Self-Publisher’s Legal Handbook by Helen Sedwick

By Ekta R. Garg

March 4, 2015

Even before I decided to jump into the indie publishing game myself, I spent a lot of time reading about the publishing industry and in particular about the changes and updates in self-publishing. After I published Two for the Heart I realized it was more important than ever for me to understand from the ground up the business of becoming my own publisher.

Publishing isn’t hard, but it is complicated in the number of items that an author has to track. Like all other indie authors I appreciate any resources to help with that tracking process. That’s where the Self-Publisher’s Legal Handbook by Helen Sedwick comes in.

Sedwick is an attorney and a self-published author herself, and she had many valuable pieces of information to share in her book. Don’t let the short length fool you; even though the book clocks in under 200 pages in paperback it contains so much information that an indie author might feel the need to take a breather between chapters.

One of the book’s greatest strengths comes in the fact that Sedwick wrote the chapters so that they can function without the others if need be. Indie authors don’t necessarily need to read the book cover to cover; they can pick and choose the topic they need for the time being. This user-friendly functionality of the book allows it to stay approachable.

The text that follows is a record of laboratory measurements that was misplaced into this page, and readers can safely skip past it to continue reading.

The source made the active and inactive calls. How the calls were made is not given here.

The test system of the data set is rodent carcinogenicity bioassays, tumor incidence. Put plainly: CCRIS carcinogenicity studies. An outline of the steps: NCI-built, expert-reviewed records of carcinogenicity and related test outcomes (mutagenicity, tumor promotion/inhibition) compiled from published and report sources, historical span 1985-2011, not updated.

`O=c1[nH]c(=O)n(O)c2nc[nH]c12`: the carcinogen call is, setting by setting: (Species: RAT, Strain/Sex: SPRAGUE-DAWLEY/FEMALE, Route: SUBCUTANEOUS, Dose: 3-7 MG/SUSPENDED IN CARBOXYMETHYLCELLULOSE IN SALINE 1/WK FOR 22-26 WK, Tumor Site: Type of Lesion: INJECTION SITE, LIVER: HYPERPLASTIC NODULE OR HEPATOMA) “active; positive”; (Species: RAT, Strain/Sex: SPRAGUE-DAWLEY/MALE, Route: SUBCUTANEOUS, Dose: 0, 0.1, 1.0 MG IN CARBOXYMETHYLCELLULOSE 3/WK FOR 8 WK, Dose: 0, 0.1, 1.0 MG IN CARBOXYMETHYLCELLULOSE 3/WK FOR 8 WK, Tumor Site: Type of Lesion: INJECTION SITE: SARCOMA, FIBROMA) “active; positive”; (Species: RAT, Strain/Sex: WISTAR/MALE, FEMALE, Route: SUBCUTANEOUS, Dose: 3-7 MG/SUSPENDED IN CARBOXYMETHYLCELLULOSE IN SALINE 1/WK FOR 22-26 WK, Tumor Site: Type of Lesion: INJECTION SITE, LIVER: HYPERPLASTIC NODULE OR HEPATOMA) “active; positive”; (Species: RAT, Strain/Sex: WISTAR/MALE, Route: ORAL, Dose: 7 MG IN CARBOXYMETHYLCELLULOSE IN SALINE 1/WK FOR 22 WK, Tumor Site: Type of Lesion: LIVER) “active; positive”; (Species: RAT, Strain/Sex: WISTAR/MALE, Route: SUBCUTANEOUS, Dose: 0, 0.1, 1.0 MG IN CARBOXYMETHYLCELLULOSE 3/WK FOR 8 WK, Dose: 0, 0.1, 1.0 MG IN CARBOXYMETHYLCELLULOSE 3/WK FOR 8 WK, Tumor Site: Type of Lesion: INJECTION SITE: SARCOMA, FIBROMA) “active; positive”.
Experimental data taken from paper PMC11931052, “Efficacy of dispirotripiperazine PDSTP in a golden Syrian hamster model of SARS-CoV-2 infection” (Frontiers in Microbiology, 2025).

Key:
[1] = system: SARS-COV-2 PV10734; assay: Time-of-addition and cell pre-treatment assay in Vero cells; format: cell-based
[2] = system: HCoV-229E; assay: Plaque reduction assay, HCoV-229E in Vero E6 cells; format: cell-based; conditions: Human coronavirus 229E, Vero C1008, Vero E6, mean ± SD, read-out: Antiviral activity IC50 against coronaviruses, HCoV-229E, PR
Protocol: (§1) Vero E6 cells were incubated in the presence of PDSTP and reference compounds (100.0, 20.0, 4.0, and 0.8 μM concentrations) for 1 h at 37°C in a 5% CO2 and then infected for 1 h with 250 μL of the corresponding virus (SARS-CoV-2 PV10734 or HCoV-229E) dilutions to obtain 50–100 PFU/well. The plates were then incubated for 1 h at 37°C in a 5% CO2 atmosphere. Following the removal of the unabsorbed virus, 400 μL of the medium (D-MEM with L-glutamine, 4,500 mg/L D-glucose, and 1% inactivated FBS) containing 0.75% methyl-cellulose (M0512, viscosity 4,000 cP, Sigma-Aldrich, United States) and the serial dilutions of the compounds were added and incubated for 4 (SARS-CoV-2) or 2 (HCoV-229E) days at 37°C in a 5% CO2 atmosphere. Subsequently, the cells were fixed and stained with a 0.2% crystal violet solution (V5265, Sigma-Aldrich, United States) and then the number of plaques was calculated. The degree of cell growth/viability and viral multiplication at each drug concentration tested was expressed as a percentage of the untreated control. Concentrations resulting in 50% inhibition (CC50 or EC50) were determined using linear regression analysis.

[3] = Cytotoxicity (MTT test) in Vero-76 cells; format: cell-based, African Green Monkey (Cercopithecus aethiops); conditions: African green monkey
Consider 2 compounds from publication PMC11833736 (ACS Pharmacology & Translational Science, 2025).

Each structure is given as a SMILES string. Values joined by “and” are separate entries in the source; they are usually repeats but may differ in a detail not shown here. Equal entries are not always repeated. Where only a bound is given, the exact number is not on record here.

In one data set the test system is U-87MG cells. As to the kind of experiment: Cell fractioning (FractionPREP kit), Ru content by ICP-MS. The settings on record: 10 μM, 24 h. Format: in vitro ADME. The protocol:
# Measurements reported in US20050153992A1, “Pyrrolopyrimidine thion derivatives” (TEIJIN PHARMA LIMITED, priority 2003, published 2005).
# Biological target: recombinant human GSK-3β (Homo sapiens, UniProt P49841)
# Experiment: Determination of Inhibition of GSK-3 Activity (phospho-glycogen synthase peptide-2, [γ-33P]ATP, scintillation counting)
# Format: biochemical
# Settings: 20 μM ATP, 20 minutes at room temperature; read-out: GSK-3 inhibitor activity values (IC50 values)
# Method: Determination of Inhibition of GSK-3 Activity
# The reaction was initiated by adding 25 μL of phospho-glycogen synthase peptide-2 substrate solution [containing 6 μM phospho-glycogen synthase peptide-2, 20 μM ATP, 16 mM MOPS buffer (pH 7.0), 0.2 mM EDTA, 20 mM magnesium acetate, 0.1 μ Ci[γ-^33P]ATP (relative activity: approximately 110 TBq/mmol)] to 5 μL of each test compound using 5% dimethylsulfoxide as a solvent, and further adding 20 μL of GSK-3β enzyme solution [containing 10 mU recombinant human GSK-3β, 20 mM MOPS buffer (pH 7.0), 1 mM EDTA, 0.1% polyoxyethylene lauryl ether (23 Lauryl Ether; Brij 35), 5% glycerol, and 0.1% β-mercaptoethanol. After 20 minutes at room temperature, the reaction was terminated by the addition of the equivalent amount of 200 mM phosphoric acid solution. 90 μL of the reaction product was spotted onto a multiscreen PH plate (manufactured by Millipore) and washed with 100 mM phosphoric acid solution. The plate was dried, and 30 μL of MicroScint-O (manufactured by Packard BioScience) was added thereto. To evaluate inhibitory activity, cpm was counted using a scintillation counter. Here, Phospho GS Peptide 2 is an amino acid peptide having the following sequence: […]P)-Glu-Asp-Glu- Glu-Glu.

Sedwick takes indie authors from the base bricks of starting an indie publishing company to dealing with taxes and avoiding lawsuits. Indie authors definitely need to add this book to their shelves and allow it to guide them. In making the decision to publish our own work, we’ve essentially decided to start our own businesses. Writing comprises the artistic portion of publishing, but indie authors can’t be artistic all of the time. We also have to use common sense to sell books, because after all that’s what publishing is: the business of selling books.

In the book Sedwick repeats several times that she’s writing it as a resource, not as a final answer, and that authors should always double-check with an attorney before making a decision about a matter that raises several questions. Despite this reminder, though, authors would do well to start with the Self-Publisher’s Legal Handbook for any big questions.

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